I'm here to see the captain—but the Portland Timbers' media-relations staff is being noncommittal.
They say the schedule is tight this week. That availability is minimal. That today, Jack Jewsbury has a post-practice Q&A session with members of the Little Timbers Fan Club, all geared up and gathered in the wood-paneled west grandstand at Jeld-Wen Field.
Granted, it's a travel week, five days after a bitter 3-2 loss to archrival Seattle, and it's the very morning that rumors about the job security of Portland's head coach and some of its big-name players start to swirl around the depths of the internet. The air, already infused with the nervous energy that comes with seven straight winless matches, is tinged with tension.
I ask to sit in on the kids' Q&A and there's reluctant agreement. While walking over, I'm quietly asked not to report on Jewsbury's interrogation.
I can't help but grin. And agree.
What follows is just the sort of thing a media-relations staffer would want all over the record, on a big screen and broadcast on a livestream: Jewsbury is jovial, his smile broad as he answers the children's wide-eyed queries with wit and self-deprecation. The kids laugh and cheer. The parents swoon. I pick up some juicy off-the-record material, like what kind of candy Jewsbury prefers and whether or not Captain Jack likes pirates. (Go ahead, subpoena me.)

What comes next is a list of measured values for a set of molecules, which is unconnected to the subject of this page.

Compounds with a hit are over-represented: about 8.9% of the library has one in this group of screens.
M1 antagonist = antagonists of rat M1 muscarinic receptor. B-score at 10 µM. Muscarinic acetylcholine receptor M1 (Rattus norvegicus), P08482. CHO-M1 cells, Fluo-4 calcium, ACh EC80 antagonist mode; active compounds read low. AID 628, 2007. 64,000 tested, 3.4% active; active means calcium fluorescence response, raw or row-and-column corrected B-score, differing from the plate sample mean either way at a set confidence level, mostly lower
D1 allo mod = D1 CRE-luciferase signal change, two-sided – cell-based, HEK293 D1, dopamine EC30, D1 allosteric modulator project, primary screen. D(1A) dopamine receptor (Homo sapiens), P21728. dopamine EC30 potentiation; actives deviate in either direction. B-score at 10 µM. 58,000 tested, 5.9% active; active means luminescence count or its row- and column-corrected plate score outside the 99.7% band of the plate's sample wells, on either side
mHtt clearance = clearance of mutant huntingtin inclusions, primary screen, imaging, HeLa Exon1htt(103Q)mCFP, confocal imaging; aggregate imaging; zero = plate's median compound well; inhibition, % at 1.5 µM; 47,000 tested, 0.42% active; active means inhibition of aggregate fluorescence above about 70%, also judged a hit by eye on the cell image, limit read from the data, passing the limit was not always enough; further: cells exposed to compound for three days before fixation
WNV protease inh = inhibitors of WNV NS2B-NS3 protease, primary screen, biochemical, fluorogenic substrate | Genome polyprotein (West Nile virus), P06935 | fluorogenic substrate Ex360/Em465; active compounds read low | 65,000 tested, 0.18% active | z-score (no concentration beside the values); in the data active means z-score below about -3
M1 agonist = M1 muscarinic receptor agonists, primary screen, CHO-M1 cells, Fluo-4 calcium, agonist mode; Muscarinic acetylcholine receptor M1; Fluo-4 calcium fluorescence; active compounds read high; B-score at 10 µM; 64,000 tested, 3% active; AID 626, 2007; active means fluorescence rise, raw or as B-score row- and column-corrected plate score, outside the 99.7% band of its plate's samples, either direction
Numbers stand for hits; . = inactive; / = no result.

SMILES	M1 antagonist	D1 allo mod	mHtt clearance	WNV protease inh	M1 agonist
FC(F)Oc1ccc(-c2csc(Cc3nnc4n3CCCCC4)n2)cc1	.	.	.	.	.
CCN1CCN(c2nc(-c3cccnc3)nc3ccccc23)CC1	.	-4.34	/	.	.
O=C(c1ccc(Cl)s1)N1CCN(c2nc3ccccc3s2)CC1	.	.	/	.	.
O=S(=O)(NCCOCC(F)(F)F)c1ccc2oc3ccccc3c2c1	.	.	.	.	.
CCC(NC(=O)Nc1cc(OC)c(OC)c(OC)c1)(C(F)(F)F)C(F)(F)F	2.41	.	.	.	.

Jewsbury is the Timbers' first-ever Major League Soccer All-Star selection after being voted by fans onto the league's First XI alongside midfielders David Beckham and Brek Shea. Jewsbury leads Portland in goals and assists. He's worn the captain's armband every match, and after he finishes up to applause from the kids, I slip out of my seat and approach Portland's on-field leader. If he's in a crunch for time, Jewsbury's Midwest sensibility won't let him show it.
"I think [the All-Star selection] is more of a team award," Jewsbury says, equal parts admirably and adorably, about what's obviously a solo honor. "Without guys getting in on the end of crosses and putting in the hard work at training, these things don't come for individuals."
Sound like he has a little captain in him?
Born in Joplin, Missouri, Jewsbury was a state-record goal scorer at Kickapoo High School in Springfield, Missouri, and played college footy at storied Saint Louis University. He was drafted by Sporting Kansas City (formerly the Wizards) and played eight MLS seasons in his home state, but while MLS' foothold slowly strengthened in Kansas City and a spanking-new stadium was being constructed, Jewsbury's playing time diminished. In mid-February, with his minutes looking increasingly occupied in Kansas City, Jewsbury met with Sporting's general manager and said he'd be open to a trade.